Emilia Clarke‘s Rolling Stone cover is another celebration of her Game of Thrones fame (i.e., “Queen of Dragons”). Clarke has been dining out on that hugely popular HBO series for six years now, but gradually realized, as every star of a hit cable series has in the past, that she had to do more rep-wise than the usual usual, which in her case meant wearing that blonde wig and performing the occasional nude scene. The long game required it.
And so last summer Clarke starred in Phillip Noyce‘s Above Suspicion, a fact-based, late-’80s drama about Susan Smith, a drug-addicted Eastern Kentucky mom who lunged at an affair with a married FBI guy named Mark Putnam (Jack Huston) as a possible means of escape from her dead-end existence, but played her hand too hard and wound up dead in the woods.
(l.) Jack Huston as Mark Putnam, (r.) Emilia Clarke as Susan Smith in Phillip Noyce‘s Above Suspicion.
Clarke did good. Her emotionally poignant performance as Smith proves that she can operate above and beyond the realm of Tits and Dragons, and with scrappy conviction to spare. Tart, pushy, believably pugnacious. Clarke is English-born and raised but you’d never know it. Her Susan is the Real McCoy in a trailer-trash way, but she brings heart to the game. In other words she’s affecting, which is to say believably scared to death. What Clarke delivers, trust me, is a lot more than just the usual collection of redneck mannerisms.
Speaking as one who despises rednecks in general and who presumes that the residents of Pikeville, Kentucky, where Smith lived and died, went heavily for Donald Trump last November, it means something that I wound up feeling genuinely sorry for this spunky, self-destructive, long-dead woman whom Clarke has brought back to life.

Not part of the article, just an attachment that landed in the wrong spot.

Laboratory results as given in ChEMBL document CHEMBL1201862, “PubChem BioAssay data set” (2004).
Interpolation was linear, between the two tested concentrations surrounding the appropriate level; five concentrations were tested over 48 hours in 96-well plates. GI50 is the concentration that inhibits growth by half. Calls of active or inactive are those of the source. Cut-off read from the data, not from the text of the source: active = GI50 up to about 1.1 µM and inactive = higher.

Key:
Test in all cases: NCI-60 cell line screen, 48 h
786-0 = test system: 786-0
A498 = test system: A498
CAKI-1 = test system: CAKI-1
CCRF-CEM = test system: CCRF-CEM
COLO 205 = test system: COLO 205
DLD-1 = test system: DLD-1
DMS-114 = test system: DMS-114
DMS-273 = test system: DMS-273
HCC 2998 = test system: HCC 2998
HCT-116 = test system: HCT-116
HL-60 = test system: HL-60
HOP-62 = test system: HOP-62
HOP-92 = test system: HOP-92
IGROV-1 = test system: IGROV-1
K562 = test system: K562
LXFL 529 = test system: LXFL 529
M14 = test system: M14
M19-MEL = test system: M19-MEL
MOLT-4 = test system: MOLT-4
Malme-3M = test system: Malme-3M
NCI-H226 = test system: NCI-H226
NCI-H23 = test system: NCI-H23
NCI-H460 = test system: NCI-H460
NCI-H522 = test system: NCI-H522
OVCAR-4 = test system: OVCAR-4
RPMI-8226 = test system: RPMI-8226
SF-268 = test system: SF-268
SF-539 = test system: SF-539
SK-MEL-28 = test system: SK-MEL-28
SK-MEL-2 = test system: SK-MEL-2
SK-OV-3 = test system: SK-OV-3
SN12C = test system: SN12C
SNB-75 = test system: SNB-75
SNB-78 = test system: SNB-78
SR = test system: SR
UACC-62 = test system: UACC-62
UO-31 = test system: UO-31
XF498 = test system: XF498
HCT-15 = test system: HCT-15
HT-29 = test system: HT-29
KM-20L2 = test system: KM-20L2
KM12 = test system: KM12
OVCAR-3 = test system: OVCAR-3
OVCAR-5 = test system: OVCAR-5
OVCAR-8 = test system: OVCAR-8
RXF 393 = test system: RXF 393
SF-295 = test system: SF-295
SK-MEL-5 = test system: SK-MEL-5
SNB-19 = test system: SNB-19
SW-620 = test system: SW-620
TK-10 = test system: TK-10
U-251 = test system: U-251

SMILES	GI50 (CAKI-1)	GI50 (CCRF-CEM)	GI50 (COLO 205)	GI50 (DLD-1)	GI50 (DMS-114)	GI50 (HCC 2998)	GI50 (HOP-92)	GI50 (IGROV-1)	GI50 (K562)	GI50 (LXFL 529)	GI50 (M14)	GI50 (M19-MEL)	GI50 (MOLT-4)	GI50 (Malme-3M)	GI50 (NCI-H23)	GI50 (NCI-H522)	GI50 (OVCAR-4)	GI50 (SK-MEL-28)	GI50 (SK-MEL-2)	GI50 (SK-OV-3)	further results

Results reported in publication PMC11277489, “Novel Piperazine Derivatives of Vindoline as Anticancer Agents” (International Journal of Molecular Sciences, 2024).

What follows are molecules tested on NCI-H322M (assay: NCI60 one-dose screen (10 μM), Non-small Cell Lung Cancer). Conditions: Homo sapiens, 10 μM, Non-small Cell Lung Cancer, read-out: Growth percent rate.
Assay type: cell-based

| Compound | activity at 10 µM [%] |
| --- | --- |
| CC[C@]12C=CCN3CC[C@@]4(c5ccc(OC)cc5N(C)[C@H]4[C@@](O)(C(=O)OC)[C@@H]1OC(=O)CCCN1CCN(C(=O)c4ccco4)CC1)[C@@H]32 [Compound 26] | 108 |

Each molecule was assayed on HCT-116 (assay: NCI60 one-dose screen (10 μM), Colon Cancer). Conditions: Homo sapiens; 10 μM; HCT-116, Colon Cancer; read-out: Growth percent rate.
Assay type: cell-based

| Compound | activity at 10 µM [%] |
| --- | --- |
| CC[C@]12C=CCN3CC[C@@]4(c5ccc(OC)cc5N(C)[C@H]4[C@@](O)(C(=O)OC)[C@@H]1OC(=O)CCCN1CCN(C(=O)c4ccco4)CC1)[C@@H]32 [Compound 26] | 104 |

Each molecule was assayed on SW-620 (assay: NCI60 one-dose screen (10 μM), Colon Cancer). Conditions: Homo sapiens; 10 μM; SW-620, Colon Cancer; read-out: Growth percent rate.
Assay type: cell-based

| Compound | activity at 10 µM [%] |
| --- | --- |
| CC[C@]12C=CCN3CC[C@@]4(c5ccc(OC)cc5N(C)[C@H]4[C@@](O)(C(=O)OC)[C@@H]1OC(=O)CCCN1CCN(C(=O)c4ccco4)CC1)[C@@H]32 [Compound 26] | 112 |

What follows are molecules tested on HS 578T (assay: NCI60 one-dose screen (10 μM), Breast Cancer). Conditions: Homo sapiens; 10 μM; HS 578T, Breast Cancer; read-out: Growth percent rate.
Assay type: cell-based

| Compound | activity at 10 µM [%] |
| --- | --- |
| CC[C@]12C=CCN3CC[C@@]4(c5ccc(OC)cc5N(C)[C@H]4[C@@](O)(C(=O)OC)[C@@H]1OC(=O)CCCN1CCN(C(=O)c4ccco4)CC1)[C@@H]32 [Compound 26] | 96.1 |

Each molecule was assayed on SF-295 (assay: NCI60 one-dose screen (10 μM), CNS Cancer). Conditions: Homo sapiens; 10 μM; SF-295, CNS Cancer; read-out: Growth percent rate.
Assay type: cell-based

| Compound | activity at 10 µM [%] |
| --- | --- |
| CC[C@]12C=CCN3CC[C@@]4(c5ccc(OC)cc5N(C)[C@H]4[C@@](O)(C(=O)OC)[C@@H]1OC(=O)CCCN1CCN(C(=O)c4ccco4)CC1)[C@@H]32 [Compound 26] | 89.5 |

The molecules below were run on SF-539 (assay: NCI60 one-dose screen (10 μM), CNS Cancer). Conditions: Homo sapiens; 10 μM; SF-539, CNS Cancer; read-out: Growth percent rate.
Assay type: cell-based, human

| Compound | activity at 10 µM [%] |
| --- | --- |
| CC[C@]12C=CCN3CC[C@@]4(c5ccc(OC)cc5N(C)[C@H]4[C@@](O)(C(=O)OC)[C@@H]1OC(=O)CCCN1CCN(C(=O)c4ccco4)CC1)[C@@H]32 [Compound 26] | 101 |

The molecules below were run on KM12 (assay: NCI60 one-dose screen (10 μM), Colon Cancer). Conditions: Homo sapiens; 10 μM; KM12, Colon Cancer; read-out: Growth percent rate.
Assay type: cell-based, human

How do I know all this? Noyce’s film screened last week for a select group of elite blogaroo types, and I can say straight and true that Above Suspicion, which is based on Joe Sharkey’s 1993 true-life novel, is a triple-A, tightly-wound, character-driven genre flick (i.e., rednecks, drug deals, criminals, lawmen, murder, car chases, bank robberies) of the highest and smartest order.
Most people would define “redneck film” as silly escapist trash in the Burt Reynolds mode, but there have been a small handful that have portrayed rural boondock types and their tough situations in ways that are top-tier and real-deal. My favorites in this realm are John Boorman‘s Deliverance, Billy Bob Thornton‘s Sling Blade, and Lamont Johnson‘s The Last American Hero. I’m not saying Noyce’s film is the absolute, dollars-to-donuts equal of these films, but it certainly deserves to stand side by side as a peer, and is absolutely a close relation with a similar straight-cards, no-bullshit attitude.
Noyce always delivers with clarity and discipline but this is arguably the most arresting forward-thrust action flick he’s done since Clear and Present Danger. Plus it boasts a smart, fat-free, pared-down script by Mississippi Burning‘s Chris Gerolmo, some haunting blue-tinted cinematography by Eliot Davis (Out of Sight, Twilight) and some wonderfully concise editing by Martin Nicholson.